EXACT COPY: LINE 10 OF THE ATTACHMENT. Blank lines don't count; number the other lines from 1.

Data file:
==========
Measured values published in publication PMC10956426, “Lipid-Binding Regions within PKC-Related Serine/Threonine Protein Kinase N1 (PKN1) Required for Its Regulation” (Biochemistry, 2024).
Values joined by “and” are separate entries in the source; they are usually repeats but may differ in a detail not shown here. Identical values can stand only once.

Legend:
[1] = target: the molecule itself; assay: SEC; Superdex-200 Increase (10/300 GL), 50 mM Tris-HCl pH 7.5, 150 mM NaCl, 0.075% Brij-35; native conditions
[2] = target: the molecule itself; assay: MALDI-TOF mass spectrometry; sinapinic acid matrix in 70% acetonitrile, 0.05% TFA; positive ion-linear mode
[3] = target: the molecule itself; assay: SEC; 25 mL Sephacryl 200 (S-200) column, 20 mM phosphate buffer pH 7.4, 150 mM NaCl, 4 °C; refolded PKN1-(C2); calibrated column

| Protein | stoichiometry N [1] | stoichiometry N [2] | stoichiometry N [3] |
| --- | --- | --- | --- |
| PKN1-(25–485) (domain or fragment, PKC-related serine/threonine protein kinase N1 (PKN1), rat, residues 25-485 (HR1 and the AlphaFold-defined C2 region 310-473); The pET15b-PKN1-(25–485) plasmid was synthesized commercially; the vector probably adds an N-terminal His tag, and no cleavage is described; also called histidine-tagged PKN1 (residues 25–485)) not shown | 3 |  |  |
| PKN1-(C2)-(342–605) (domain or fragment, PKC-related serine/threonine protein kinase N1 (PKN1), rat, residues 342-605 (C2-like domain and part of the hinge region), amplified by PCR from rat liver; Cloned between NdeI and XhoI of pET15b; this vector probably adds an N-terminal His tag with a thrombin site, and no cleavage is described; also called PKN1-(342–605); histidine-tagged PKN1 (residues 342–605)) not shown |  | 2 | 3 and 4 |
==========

| PKN1-(C2)-(342–605) (domain or fragment, PKC-related serine/threonine protein kinase N1 (PKN1), rat, residues 342-605 (C2-like domain and part of the hinge region), amplified by PCR from rat liver; Cloned between NdeI and XhoI of pET15b; this vector probably adds an N-terminal His tag with a thrombin site, and no cleavage is described; also called PKN1-(342–605); histidine-tagged PKN1 (residues 342–605)) not shown |  | 2 | 3 and 4 |